The following post, written by Kate Ambler, Alan de Brauw, Susan Godlonton, and Anna Vanderkooy from IFPRI’s Markets, Trade, and Institutions Division, is the first in a series of researcher-authored blog stories highlighting ongoing applied microeconomics research at IFPRI.
Learning through randomized control trials can be an ongoing process, and it does not stop at the conclusion of the study. In October, partners on the “Adapting and Implementing Fomento in Africa” project met in Dakar to share approaches, results, and knowledge from the first year of the project.
In Brazil, Fomento combines extension services with cash transfers over a two year period. The extension services create individualized strategies to help farmers improve their household agricultural productivity and to better link households to markets. The cash transfers, in turn, are contingent on implementing these strategies and can help households catalyze investments suggested by the extensionist. The Markets, Trade and Institutions Division’s “Adapting and Implementing Fomento in Africa” project experiments with understanding the impacts of core Fomento elements while specifically tailoring them to local conditions in Malawi and Senegal.
Midway through the project, we provided the opportunity for project partners to meet and learn from each other both across countries (between Senegal and Malawi) and across disciplines (between researchers and implementers). Representatives of IFPRI, FONGS (the primary implementing partner in Senegal), NASFAM (the primary partner in Malawi), and supporting partners GRET and IPA came together for a three-day workshop in Dakar to stimulate cross-project learning.
FONGS, which grew from a movement of farmers’ associations in Senegal, has been developing a farmer-based approach to advisory services and tools over the long term, not just as part of the Fomento project. Their tools aim to increase discussion among farm household members and to provide information and technical support specific to each household’s individualized situation. In collaboration with GRET and IFPRI, FONGS has refined two annual advisory tools over the course of the project. The first tool serves as an information source about and for each household, while the second tool, the farm management plan, is used by the association facilitator to guide households in their agricultural planning for the upcoming year.
Workshop participants had an opportunity to witness FONGS’ activities in the field and to learn more about FONGS’ work implementing microfinance, rural banking, improved crop storage, and biogas generation. Workshop attendees from NASFAM praised FONGS’ household- and village-level approaches, which allow farmers to avoid high interest rates and post-harvest losses while saving money by producing value-added products and biogas.
Partners from NASFAM, the largest independent, smallholder-owned organization in Malawi, shared their work in seed bank development and conservation agriculture. NASFAM has used its experience in these sectors over the first year of the project by conducting demonstrations on planting techniques to increase yields, business plan development with households, and seed bank use by project participants. FONGS and GRET were particularly interested to hear about NASFAM’s farmer trainers, who receive extensive technical training on the principles of extension, crop production practices, demonstration plots, natural resources management, and farm businesses (as opposed to FONGS’ facilitators who are farmers themselves, with varied levels of technical training).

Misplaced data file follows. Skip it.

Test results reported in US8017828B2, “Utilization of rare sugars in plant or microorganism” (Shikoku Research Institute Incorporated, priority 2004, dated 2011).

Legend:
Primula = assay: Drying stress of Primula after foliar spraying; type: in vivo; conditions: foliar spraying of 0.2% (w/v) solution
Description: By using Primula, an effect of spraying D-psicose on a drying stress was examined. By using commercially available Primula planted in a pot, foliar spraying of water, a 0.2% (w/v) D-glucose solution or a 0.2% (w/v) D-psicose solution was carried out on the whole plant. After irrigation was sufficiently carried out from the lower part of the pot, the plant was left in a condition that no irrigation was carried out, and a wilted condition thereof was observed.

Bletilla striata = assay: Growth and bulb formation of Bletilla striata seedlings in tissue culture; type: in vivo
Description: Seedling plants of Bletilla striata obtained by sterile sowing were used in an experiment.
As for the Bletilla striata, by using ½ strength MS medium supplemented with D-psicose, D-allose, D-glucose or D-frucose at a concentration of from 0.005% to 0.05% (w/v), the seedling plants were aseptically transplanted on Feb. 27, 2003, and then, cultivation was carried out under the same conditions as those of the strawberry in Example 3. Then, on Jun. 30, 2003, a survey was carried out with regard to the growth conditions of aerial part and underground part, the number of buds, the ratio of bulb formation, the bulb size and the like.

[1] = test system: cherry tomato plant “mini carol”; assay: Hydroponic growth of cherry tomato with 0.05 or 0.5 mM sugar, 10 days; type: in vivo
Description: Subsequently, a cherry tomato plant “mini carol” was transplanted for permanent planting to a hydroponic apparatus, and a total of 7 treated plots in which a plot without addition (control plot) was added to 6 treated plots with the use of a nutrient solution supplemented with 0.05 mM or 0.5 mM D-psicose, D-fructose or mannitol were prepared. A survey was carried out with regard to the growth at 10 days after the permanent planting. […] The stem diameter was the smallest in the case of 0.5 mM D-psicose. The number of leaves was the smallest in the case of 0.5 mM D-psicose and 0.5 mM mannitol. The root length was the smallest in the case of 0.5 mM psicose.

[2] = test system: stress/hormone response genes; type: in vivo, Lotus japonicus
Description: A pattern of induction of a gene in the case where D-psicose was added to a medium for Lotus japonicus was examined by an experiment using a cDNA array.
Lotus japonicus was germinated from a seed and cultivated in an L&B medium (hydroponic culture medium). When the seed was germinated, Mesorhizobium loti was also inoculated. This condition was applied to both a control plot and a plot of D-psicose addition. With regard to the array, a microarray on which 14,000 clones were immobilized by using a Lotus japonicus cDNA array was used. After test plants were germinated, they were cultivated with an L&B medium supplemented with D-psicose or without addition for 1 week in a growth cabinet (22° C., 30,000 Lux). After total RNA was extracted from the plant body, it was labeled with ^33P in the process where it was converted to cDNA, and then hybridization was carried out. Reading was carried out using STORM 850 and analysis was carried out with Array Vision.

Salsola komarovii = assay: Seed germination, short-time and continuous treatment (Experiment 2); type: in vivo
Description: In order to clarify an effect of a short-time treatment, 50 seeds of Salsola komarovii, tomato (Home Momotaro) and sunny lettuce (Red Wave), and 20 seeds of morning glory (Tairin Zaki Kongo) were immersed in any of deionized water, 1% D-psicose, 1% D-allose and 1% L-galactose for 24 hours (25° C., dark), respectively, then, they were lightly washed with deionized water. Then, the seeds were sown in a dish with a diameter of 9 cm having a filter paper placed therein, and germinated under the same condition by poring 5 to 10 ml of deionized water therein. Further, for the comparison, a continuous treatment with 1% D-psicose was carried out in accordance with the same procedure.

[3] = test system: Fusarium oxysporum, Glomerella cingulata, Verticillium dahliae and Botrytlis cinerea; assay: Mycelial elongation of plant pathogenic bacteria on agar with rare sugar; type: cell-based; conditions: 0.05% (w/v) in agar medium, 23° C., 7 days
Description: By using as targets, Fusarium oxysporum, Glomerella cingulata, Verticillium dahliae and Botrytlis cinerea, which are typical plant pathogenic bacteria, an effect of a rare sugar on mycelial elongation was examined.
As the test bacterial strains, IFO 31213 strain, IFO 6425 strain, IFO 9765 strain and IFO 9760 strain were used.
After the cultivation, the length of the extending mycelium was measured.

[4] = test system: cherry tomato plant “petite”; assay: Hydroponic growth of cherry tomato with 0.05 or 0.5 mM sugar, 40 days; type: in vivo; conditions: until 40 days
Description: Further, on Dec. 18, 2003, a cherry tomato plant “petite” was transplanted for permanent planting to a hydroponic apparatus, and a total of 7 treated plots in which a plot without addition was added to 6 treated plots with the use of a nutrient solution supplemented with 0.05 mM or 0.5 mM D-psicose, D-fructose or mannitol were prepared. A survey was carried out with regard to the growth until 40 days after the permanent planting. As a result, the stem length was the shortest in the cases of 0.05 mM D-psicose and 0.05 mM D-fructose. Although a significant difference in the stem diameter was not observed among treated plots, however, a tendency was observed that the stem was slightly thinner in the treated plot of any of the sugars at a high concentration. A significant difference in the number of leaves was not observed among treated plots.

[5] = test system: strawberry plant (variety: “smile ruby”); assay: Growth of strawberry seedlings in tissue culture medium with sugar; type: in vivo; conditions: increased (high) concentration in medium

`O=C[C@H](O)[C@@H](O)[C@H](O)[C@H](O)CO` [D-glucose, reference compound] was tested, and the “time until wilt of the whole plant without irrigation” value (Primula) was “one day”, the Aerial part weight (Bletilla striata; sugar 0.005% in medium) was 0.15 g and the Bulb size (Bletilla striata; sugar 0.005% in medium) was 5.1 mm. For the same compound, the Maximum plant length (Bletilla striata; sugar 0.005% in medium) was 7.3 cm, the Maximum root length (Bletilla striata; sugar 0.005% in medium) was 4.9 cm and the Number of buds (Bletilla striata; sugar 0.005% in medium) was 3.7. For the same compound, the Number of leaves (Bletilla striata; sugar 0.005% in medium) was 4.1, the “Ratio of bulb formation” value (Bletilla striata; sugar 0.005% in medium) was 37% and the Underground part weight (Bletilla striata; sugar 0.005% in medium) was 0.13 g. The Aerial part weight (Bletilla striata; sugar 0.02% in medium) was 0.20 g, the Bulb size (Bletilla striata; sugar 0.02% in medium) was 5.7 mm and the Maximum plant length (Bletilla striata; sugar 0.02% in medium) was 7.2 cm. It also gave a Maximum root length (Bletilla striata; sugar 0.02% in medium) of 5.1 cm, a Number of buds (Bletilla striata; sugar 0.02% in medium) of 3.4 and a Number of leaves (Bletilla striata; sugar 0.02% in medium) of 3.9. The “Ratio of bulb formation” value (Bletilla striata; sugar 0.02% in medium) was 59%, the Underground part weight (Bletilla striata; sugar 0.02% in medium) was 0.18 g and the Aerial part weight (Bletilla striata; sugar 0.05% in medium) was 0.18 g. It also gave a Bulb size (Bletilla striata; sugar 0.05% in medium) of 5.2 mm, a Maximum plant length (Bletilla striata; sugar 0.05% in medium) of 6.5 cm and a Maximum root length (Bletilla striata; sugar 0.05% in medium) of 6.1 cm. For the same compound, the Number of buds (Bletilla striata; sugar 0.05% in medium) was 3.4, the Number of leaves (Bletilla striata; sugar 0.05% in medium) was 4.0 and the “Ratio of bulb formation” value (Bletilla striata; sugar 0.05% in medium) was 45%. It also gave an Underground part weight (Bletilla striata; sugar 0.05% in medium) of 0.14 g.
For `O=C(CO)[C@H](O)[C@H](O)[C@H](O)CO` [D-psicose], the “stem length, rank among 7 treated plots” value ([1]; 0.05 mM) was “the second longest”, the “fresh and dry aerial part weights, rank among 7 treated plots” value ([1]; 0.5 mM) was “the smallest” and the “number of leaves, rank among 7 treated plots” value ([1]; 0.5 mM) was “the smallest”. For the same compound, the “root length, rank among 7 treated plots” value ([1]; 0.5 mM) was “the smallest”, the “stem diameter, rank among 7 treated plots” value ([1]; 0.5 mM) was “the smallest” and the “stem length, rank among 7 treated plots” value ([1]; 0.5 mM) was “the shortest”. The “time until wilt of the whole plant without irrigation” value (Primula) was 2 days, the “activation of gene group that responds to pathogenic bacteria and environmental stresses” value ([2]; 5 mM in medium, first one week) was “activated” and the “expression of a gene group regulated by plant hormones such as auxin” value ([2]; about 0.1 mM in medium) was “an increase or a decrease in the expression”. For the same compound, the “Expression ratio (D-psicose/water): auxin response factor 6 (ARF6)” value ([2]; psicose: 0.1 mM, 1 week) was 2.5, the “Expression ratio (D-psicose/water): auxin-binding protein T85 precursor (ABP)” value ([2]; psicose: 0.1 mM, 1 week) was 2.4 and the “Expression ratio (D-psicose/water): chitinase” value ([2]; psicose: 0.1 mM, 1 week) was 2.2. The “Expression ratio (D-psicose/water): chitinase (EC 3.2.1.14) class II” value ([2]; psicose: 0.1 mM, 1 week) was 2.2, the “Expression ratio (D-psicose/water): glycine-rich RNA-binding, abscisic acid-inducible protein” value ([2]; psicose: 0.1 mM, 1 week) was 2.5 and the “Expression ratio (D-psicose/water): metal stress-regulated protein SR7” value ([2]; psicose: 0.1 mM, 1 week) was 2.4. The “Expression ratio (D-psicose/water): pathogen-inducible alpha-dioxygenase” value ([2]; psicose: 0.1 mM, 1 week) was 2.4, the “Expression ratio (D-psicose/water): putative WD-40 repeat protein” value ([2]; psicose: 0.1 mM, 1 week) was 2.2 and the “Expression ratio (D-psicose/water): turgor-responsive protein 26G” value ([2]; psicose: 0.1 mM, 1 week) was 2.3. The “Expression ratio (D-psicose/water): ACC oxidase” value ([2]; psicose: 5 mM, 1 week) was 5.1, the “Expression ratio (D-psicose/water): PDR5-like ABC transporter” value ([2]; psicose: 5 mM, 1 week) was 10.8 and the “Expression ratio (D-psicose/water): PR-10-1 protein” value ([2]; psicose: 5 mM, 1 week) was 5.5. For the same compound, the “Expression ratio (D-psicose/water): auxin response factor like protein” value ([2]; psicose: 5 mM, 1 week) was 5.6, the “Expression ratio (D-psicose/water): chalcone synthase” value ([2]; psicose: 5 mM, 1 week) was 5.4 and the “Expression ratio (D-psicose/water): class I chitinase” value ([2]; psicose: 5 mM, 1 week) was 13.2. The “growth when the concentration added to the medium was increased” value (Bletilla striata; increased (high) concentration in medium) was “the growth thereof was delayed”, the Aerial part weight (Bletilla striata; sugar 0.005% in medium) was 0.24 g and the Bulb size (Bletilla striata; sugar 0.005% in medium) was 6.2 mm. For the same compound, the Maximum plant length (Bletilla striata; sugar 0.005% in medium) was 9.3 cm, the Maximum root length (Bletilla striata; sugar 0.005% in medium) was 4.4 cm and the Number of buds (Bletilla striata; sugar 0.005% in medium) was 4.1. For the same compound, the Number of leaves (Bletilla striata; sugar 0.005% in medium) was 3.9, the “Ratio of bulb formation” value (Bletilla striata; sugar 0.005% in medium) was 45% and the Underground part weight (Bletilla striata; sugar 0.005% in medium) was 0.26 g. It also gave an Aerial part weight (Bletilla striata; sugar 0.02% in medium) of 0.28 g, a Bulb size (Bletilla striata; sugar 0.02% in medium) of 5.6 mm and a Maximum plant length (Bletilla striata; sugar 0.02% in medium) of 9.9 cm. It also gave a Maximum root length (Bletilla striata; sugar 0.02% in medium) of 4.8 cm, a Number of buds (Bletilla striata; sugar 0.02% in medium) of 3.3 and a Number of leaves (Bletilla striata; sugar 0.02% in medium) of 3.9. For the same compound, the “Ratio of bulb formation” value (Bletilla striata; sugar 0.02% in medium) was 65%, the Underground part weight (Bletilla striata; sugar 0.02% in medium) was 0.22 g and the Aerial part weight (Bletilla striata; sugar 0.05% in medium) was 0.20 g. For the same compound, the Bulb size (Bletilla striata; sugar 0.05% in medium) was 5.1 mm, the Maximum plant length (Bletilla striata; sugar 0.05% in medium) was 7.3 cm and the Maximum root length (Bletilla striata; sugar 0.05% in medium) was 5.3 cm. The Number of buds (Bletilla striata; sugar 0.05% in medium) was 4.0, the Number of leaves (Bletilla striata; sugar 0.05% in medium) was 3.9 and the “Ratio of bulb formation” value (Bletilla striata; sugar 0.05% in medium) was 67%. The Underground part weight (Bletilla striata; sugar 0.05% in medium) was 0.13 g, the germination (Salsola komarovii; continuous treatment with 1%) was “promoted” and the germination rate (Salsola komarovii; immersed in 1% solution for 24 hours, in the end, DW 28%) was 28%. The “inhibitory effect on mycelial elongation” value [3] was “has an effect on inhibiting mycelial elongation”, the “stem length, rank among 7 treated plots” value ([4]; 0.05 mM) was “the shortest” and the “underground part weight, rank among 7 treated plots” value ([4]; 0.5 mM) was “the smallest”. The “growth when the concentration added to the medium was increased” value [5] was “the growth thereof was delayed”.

Implementation partners compared lessons learned and difficulties experienced in the first year of the project. NASFAM has found that the project has improved member engagement, service delivery, job creation, production, and access to affordable seed and is contributing to the creation of a robust market for both seed and grain. Both partners expressed that the randomized component of the project has been a new challenge, as project participants receive different treatments and project staff need to carefully apply and monitor each aspect of the project; however, they pointed out that the challenge is not insurmountable. FONGS has found that the effectiveness of the agricultural advisory services depends highly on the farm household’s ability to adapt its activities and on the experience and methods used by each individual facilitator to support the households. Both partners shared that farmers in their countries do not tend to keep formal records of their activities, and that the project’s emphasis on the use of advisory and business tools contributes positively to farm management.
The workshop solidified plans to share research results more widely across partners. FONGS plans to use project results to contribute to the development of effective services for their farmer members, including the continued adaptation and dissemination of their advisory tools to other organizations with whom they work in both Senegal and other West African countries. NASFAM is planning to share project results with the Malawi government, farmer groups, and members.
Moreover, cross-country learning opportunities were found valuable by all participants. NASFAM was impressed by FONGS farmers’ use of simple techniques to add value to agricultural products at or very close to the farmer level, as well as their use of traditional pest control systems to reduce post-harvest losses. On a more philosophical note, workshop participant Mar Ngom (FONGS) perhaps put it best in closing: “Farmer-to-farmer and organization-to-organization discussions and exchange are a powerful lever in capacity building”. IFPRI looks forward to continuing these discussions and exchanges with its partners as a way to build capacity and strengthen collaborative research that leads to research-based policy solutions.